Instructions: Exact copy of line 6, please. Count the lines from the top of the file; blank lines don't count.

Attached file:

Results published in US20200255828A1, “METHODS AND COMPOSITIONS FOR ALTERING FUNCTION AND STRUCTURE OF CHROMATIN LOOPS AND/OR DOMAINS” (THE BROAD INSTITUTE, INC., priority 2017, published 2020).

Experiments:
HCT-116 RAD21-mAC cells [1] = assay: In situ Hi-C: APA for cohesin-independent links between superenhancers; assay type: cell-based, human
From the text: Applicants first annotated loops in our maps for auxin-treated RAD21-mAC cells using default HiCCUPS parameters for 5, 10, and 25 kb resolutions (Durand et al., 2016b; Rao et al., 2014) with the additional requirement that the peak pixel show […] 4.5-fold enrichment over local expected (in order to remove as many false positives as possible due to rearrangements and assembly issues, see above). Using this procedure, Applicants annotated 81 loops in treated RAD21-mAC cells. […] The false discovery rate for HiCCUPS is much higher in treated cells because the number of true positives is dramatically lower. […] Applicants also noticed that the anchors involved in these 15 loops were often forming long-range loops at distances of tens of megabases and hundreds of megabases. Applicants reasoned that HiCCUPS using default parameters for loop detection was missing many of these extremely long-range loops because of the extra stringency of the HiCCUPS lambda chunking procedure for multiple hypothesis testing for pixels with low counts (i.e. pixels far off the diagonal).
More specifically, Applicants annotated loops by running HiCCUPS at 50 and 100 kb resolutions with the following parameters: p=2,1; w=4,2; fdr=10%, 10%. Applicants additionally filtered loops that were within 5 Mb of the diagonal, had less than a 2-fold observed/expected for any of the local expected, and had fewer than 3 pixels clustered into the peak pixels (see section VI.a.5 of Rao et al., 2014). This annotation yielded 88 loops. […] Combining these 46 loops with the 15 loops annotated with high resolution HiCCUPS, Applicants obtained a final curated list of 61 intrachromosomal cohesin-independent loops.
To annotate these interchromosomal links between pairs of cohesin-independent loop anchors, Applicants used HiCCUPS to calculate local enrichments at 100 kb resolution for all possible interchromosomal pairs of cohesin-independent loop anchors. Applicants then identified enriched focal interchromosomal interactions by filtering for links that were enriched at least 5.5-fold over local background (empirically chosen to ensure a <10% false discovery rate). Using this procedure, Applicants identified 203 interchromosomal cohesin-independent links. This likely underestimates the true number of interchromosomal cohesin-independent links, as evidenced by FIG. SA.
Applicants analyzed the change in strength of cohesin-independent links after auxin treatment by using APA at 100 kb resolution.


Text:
To annotate these interchromosomal links between pairs of cohesin-independent loop anchors, Applicants used HiCCUPS to calculate local enrichments at 100 kb resolution for all possible interchromosomal pairs of cohesin-independent loop anchors. Applicants then identified enriched focal interchromosomal interactions by filtering for links that were enriched at least 5.5-fold over local background (empirically chosen to ensure a <10% false discovery rate). Using this procedure, Applicants identified 203 interchromosomal cohesin-independent links. This likely underestimates the true number of interchromosomal cohesin-independent links, as evidenced by FIG. SA.